# Prime constant

The prime constant is the real number $\rho$ whose $n$th binary digit is 1 if $n$ is prime and 0 if n is composite or 1.

In other words, $\rho$ is simply the number whose binary expansion corresponds to the indicator function of the set of prime numbers. That is,

$\rho = \sum_{p} \frac{1}{2^p} = \sum_{n=1}^\infty \frac{\chi_{\mathbb{P}}(n)}{2^n}$

where $p$ indicates a prime and $\chi_{\mathbb{P}}$ is the characteristic function of the primes.

The beginning of the decimal expansion of ρ is: $\rho = 0.414682509851111660248109622\ldots$ (sequence A051006 in OEIS)

The beginning of the binary expansion is: $\rho = 0.011010100010100010100010000\ldots_2$ (sequence A010051 in OEIS)

## Irrationality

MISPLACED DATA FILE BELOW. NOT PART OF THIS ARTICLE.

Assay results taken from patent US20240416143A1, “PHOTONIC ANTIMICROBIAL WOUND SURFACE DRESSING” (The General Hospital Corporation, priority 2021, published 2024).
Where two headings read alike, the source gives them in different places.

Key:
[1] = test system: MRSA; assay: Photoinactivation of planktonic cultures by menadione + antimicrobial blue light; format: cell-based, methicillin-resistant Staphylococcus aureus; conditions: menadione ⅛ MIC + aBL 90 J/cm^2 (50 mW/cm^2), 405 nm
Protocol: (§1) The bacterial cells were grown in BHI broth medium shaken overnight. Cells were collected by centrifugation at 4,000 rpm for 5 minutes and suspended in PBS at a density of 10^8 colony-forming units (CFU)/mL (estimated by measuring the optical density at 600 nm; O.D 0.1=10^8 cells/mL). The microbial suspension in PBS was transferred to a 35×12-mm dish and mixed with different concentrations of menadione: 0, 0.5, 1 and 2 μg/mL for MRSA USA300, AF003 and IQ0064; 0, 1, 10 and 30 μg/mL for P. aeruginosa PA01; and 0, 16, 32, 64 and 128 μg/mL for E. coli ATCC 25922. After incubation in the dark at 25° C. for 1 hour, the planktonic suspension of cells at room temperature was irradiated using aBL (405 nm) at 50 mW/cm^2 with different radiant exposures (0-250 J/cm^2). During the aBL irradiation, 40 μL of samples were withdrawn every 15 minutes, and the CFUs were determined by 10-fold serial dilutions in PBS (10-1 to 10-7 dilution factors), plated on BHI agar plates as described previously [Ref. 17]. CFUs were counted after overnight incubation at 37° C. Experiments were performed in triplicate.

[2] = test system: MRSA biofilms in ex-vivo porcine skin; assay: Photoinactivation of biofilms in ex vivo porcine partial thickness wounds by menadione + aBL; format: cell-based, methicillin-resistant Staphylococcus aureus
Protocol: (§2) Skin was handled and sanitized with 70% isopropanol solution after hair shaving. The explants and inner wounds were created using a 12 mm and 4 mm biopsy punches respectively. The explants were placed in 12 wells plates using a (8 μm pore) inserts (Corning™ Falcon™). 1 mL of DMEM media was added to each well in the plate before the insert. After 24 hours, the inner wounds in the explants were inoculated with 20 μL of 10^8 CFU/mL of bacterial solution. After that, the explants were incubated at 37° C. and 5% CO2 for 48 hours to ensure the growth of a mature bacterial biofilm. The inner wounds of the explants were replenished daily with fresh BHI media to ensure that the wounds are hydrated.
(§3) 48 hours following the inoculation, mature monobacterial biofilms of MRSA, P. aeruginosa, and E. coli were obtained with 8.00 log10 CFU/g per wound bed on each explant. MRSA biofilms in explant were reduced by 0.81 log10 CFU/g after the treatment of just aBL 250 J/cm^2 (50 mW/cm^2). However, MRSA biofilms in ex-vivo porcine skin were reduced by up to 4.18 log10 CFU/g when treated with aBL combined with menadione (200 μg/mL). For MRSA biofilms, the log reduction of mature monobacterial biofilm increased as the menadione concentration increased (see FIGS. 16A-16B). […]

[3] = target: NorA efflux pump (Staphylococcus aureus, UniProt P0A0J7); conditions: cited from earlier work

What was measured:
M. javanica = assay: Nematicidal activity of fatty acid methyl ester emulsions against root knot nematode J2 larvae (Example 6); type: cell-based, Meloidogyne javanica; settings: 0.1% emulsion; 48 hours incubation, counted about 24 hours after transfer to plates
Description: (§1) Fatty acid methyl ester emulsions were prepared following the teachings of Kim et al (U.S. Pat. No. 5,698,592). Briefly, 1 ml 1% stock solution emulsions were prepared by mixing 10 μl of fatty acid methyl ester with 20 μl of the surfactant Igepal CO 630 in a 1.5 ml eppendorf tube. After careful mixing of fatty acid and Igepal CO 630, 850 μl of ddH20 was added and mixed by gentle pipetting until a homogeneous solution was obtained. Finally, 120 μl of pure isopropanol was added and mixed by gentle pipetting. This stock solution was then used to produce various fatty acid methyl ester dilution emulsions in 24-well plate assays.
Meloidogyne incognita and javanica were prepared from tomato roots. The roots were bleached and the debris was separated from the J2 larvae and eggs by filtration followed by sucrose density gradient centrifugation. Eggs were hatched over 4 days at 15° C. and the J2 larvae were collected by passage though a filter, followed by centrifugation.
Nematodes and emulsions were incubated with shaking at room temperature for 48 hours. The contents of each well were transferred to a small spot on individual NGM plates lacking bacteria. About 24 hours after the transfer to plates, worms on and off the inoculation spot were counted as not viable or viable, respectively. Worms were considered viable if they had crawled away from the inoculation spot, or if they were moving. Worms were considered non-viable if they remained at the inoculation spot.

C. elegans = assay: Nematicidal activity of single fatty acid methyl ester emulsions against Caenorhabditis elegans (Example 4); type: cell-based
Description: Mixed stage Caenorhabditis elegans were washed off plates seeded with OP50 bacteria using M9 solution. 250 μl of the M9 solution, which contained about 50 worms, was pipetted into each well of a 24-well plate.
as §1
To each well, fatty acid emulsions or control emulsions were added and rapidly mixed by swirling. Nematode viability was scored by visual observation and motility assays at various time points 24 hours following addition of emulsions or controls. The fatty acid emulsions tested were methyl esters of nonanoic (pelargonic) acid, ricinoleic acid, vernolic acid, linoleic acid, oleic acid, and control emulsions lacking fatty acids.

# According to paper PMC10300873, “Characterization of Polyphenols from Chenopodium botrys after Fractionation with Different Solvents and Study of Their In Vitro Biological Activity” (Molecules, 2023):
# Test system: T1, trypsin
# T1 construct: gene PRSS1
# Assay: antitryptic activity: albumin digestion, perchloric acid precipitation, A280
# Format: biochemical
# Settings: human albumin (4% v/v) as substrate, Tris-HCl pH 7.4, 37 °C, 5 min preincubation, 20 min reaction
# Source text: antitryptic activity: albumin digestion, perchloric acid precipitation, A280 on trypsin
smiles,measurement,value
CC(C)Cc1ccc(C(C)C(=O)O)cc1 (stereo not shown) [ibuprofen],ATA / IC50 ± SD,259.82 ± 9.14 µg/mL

The number $\rho$ is easily shown to be irrational. To see why, suppose it were rational.

Denote the $k$th digit of the binary expansion of $\rho$ by $r_k$. Then, since $\rho$ is assumed rational, there must exist $N$, $k$ positive integers such that $r_n=r_{n+ik}$ for all $n > N$ and all $i \in \mathbb{N}$.

Since there are an infinite number of primes, we may choose a prime $p > N$. By definition we see that $r_p=1$. As noted, we have $r_p=r_{p+ik}$ for all $i \in \mathbb{N}$. Now consider the case $i=p$. We have $r_{p+i \cdot k}=r_{p+p \cdot k}=r_{p(k+1)}=0$, since $p(k+1)$ is composite because $k+1 \geq 2$. Since $r_p \neq r_{p(k+1)}$ we see that $\rho$ is irrational.